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On the jewish question was one of Marx's first attempts to deal with categories that would later be called the materialist conception of history. The essay criticizes two studies by Bruno Bauer on the attempt by Jews to achieve political emancipation in Prussia. Bauer argued that Jews can achieve political emancipation only if they relinquish their particular religious consciousness, since political emancipation requires a secular state. True political emancipation, for Bauer, requires the abolition of religion.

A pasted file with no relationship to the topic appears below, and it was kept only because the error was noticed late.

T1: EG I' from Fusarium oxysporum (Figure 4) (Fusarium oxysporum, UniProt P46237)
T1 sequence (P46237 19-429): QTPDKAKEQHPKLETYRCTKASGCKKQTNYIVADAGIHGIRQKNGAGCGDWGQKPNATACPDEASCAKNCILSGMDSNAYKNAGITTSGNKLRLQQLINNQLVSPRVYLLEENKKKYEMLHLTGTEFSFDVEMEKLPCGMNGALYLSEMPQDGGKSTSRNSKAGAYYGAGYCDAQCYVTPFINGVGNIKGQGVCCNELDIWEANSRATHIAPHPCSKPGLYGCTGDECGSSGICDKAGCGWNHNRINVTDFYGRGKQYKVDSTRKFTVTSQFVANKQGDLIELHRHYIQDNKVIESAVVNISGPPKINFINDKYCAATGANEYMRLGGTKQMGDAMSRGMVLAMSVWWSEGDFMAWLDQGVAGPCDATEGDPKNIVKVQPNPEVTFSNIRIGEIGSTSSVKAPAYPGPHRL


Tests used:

Marx uses Bauer's essay as an occasion for his own analysis of liberal rights. Marx argues that Bauer is mistaken in his assumption that in a "secular state" religion will no longer play a prominent role in social life, and, as an example refers to the pervasiveness of religion in the United States, which, unlike Prussia, had no state religion. In Marx's analysis, the "secular state" is not opposed to religion, but rather actually presupposes it. The removal of religious or property qualifications for citizens does not mean the abolition of religion or property, but only introduces a way of regarding individuals in abstraction from them. On this note Marx moves beyond the question of religious freedom to his real concern with Bauer's analysis of "political emancipation." Marx concludes that while individuals can be 'spiritually' and 'politically' free in a secular state, they can still be bound to material constraints on freedom by economic inequality, an assumption that would later form the basis of his critiques of capitalism.
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